As with tobacco, this strategy cannot last forever—but if governments are serious about their 2050 net-zero emissions promises, there’s no future in drilling anyway. And in the meantime the oil companies could pay shareholders the fat dividends offered for decades by tobacco stocks.

Most of the firms following this strategy are privately-held, buying assets being sold off by listed companies trying to cut their emissions. In practice, emissions simply continue under new ownership. But creating a standalone limited-life oil producer was part of the pitch of hedge fund activist Daniel Loeb, who is pushing to break up British oil major Shell.

On the other side are oil majors, mainly in Europe, who think the future involves a steady switch from oil to new energy such as wind farms. Just as with Big Tobacco recently, they are using some of the profits from selling oil to pour money into the new areas.

Like Big Tobacco, these oil companies trumpet their environmental projects, as well as social projects and corporate governance. That disgusts activists, who label it “greenwashing,” designed to distract customers and investors from the harm they do. BAT even removed the word “tobacco” from its brand in 2020, as well as dropping the tobacco leaf from its logo and adding the slogan “A Better Tomorrow.”

“Despite all the prominence the newly re-branded BAT is placing on ESG, what is quite clear is that although the leopard may have changed the colours of its spots from black to green, BAT is still a leopard,” says Andy Rowell from the Tobacco Control Research Group at the University of Bath in England.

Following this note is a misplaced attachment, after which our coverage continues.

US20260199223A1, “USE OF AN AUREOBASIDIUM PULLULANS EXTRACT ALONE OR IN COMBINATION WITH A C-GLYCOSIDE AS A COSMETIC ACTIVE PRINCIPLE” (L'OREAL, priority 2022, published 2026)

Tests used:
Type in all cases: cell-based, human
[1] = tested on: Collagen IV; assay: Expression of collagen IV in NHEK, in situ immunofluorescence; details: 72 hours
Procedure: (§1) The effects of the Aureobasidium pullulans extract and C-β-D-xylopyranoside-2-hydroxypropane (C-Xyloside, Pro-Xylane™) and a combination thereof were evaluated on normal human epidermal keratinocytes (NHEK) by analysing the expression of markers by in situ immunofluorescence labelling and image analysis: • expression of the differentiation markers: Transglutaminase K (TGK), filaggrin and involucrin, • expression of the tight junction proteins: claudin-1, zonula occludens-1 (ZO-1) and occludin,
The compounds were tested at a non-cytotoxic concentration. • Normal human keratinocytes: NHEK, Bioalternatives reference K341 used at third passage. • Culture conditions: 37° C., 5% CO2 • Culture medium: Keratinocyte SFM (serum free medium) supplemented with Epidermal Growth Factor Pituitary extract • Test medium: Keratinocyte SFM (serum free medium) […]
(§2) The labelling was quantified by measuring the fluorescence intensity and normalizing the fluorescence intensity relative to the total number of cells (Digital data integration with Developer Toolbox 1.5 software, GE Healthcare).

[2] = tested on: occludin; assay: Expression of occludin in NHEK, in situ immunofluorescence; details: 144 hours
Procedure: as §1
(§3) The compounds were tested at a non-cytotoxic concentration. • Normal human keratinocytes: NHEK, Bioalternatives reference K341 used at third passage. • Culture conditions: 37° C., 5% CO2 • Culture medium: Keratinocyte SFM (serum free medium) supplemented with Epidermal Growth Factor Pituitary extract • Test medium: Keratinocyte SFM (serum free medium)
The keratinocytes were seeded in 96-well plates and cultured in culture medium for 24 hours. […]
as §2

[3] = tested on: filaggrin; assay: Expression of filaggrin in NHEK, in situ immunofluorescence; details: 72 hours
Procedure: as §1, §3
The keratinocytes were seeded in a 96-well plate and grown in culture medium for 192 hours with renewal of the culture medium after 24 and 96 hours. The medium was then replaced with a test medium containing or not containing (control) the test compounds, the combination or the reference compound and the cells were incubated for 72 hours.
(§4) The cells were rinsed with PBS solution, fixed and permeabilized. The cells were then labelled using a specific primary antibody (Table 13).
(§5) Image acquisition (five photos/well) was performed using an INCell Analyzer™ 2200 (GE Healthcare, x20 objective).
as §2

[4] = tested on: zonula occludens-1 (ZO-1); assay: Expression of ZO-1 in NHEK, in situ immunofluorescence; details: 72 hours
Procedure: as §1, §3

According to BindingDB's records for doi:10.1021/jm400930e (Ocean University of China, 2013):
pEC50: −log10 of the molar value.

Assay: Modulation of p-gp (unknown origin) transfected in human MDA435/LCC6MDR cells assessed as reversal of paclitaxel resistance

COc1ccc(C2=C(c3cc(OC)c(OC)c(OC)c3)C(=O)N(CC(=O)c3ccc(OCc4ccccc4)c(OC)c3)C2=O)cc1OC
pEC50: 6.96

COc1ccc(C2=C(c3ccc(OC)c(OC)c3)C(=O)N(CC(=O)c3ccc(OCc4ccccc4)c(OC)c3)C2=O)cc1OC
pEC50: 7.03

Mr. Wheaton bridled at the suggestion that its efforts were all about distraction, during an interview at BAT’s London headquarters. “If you knew the sheer energy that goes into building the new business you wouldn’t think it was greenwashing,” he said. “When you leave the office I’m not going to say ‘hahaha, he believed all of it’.”

At least some of the agencies that rate companies on ESG characteristics do believe it. BAT last year was ranked as third-best in the FTSE 100 by Refinitiv, and Sustainalytics, part of Morningstar, rates it medium risk, 88th out of 598 companies it rates in what it calls the “food products” industry globally. S&P Global thinks BAT is among the best tobacco companies, while MSCI doesn’t buy the story, rating BAT as only average within the tobacco industry. But MSCI thinks Shell is great for an oil company, giving it AA, its second-best rating, while Refinitiv says Shell has the best governance in the world.

The historic arguments used by both industries developed the same way: first, denial (of cancer or climate change), then fierce lobbying campaigns to head off restrictive laws, in some cases triggering accusations of outright bribery. The current argument is that people will want or need cigarettes and fossil fuels for many years, so they need to be provided – and are better provided by a big public company than by private firms with no transparency.